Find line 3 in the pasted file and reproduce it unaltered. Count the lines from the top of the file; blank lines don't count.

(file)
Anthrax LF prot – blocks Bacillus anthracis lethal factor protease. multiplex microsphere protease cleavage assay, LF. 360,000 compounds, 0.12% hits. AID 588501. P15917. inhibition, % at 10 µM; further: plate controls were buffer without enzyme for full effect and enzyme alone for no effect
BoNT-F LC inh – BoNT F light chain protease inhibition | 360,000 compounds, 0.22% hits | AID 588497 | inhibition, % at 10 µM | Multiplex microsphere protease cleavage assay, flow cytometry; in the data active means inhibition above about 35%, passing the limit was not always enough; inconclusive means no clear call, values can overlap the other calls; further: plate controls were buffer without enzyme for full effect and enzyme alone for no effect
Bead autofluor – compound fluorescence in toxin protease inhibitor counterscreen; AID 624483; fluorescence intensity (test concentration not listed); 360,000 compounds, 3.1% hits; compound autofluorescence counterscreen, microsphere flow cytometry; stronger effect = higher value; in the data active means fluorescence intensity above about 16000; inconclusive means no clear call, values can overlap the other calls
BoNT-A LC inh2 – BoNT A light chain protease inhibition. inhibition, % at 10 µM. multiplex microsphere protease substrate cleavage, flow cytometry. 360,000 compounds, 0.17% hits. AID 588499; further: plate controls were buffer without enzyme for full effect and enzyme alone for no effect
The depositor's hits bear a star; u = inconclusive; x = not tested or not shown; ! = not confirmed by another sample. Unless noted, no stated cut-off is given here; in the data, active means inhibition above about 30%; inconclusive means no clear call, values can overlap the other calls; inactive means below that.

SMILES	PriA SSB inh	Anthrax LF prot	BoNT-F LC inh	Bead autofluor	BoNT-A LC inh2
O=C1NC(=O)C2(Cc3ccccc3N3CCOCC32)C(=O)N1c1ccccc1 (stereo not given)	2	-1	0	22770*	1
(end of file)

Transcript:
Bead autofluor – compound fluorescence in toxin protease inhibitor counterscreen; AID 624483; fluorescence intensity (test concentration not listed); 360,000 compounds, 3.1% hits; compound autofluorescence counterscreen, microsphere flow cytometry; stronger effect = higher value; in the data active means fluorescence intensity above about 16000; inconclusive means no clear call, values can overlap the other calls